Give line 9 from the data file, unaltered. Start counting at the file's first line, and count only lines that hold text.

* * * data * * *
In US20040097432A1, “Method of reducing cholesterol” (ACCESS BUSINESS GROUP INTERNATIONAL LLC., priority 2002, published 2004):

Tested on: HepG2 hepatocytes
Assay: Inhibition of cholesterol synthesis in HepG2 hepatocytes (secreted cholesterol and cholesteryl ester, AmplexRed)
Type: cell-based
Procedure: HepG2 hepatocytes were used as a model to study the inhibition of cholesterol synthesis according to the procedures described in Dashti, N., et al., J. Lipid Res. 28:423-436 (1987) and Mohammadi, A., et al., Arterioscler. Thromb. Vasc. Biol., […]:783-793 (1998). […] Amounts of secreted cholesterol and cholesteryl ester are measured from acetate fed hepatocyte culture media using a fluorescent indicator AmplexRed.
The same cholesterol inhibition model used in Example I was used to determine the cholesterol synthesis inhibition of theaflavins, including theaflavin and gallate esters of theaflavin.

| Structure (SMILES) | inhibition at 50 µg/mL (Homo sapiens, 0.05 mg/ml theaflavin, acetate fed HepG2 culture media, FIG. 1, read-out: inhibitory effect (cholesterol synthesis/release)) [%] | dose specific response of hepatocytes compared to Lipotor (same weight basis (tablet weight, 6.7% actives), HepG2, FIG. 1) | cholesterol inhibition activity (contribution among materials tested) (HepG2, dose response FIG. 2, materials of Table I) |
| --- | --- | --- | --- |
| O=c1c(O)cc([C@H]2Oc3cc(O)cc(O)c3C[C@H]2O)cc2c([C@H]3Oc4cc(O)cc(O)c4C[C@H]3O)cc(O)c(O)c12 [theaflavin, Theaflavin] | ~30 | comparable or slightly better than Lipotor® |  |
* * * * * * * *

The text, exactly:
| O=c1c(O)cc([C@H]2Oc3cc(O)cc(O)c3C[C@H]2O)cc2c([C@H]3Oc4cc(O)cc(O)c4C[C@H]3O)cc(O)c(O)c12 [theaflavin, Theaflavin] | ~30 | comparable or slightly better than Lipotor® |  |